Aforementioned Underwater camera package

OK, OK, I’m going to go work on some stories now…

The Insider Says Hello

The names have been changed, but the problems are real. . .

Firstly, welcome to me! I’m the 2nd team member on project “Hey Kids, Let’s Make a Movie!” – and the only one currently working full-time in film (which is why, in passing, The Producer called me The Insider, and I decided I liked its Russell Crowe-like appeal). For the record, I am NOTHING like Russell Crowe, nor did I even enjoy a Beautiful Mind. Except for all of Jennifer Connelly’s scenes.

Anyhoo, back to the point. I’ve never been a movie geek, a film snob, an art house nerd. . . I simply don’t have the stamina to watch a 3.5 hour movie in which people stare at walls and babble nonsense to each other. But damn do I love movies, and tv, and pretty much anything with pretty moving images. I’ll take a flipbook, if you’ve got it. With that in mind, I decided to put together a “reading list” of sorts to give folks an idea of what gets me going about movies.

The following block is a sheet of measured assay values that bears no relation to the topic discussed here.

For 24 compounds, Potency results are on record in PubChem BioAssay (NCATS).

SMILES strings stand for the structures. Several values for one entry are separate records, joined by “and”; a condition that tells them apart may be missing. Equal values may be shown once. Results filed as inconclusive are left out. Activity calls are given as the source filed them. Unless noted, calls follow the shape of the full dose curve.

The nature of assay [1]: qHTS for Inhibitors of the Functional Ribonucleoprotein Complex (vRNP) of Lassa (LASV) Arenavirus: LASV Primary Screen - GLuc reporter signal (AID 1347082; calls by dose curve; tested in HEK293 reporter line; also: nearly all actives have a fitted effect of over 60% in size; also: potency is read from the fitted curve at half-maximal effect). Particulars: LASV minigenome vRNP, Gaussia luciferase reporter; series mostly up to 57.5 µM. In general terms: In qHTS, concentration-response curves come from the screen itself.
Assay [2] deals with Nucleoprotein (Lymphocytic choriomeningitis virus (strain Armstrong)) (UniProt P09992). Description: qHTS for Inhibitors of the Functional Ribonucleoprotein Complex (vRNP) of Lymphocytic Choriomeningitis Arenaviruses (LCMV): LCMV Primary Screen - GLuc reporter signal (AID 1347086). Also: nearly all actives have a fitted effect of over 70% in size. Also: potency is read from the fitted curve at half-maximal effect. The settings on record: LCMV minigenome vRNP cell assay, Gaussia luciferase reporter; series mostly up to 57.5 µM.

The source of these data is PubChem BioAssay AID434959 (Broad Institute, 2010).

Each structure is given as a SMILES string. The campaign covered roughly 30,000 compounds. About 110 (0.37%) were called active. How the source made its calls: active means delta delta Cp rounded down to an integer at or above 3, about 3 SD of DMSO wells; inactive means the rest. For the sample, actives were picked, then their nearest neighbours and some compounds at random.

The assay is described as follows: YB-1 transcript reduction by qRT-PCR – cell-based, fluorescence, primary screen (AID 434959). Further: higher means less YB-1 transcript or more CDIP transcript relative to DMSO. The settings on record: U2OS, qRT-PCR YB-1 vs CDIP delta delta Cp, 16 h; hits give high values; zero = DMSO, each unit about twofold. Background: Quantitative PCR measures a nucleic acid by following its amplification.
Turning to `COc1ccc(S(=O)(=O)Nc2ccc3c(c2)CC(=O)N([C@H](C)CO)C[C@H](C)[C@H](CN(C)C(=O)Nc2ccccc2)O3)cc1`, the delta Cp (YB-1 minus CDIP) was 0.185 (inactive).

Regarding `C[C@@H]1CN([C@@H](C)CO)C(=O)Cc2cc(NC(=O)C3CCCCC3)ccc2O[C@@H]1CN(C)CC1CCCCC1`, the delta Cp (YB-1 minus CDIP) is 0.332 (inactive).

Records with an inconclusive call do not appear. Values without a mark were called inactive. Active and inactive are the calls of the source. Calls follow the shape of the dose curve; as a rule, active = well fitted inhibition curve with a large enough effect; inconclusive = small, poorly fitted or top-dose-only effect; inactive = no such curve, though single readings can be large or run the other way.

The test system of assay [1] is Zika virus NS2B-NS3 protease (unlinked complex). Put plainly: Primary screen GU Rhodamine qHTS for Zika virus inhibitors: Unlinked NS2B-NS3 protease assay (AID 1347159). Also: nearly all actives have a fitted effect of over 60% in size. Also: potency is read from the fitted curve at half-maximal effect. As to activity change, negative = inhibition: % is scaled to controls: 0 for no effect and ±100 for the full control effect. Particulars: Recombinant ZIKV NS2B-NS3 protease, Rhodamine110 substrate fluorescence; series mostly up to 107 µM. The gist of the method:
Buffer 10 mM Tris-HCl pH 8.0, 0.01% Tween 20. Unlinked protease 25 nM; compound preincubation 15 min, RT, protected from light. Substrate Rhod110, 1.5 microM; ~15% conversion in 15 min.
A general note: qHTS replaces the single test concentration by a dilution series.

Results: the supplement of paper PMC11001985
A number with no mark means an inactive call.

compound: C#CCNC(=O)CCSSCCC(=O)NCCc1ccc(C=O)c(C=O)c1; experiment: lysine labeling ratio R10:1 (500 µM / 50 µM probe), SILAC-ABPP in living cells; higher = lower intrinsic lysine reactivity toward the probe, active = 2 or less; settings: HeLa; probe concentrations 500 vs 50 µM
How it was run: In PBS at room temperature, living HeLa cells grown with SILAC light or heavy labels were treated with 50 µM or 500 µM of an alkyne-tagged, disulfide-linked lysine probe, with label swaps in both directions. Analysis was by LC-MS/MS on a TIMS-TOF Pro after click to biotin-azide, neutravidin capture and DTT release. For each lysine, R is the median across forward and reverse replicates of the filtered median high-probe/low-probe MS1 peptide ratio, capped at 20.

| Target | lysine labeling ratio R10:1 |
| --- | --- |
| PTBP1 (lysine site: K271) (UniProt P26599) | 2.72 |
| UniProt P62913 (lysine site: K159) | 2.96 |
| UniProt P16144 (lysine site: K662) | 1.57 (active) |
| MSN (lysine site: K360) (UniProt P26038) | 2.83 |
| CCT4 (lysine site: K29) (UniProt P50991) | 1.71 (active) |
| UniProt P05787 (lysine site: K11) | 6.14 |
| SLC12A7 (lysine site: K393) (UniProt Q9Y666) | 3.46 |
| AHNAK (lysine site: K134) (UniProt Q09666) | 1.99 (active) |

To start: – I was first introduced to Jane Espenson’s work on Buffy the Vampire Slayer. She’s a fabulous screenwriter and producer, and she gives fantastic advice on how to write jokes, pitch stories, craft spec scripts (a sample episode for a TV show). She’s very generous with her advice, and she also lets you know what she’s eating for lunch! – Firstly, This American Life is excellent. Secondly, the first “act” of this podcast deals with the story of Richie Castellano, who made an entire town believe that he was going to make a fantastic movie in which they would all play starring roles. . .only to disappear from their lives a la Harold Hill. Not only would this story make an excellent movie – but it says a lot about why people absolutely fall in love with Hollywood, to the point of total mental blindness. – I can’t link you to a full episode of Slings and Arrows, but I think everyone who has ever been a writer, an actor, a techie or an audience member in theater or film should watch it. So that would be. . . everyone. It’s a Canadian TV show, and it’s about a Shakespearian Theater company and the struggle to create great art, despite the pressure to be commercial or trendy. Also: Rachel McAdams!

Anyway, these three are by no means the complete list of things that have made me think to myself – “Why yes, it’s perfectly reasonable to spend hours/weeks/years glued to my laptop trying to plunk out the next ‘Good Will Hunting.'” But it certainly means that I am not alone. . .

Hiatus Ex Post Facto

Some of you may have noticed that it has been a week since our last post. I have been out of town and we don’t yet have enough writers to keep up the posts during an absence. In the future hopefully such absences will not affect the blog quite as much. New posts coming soon!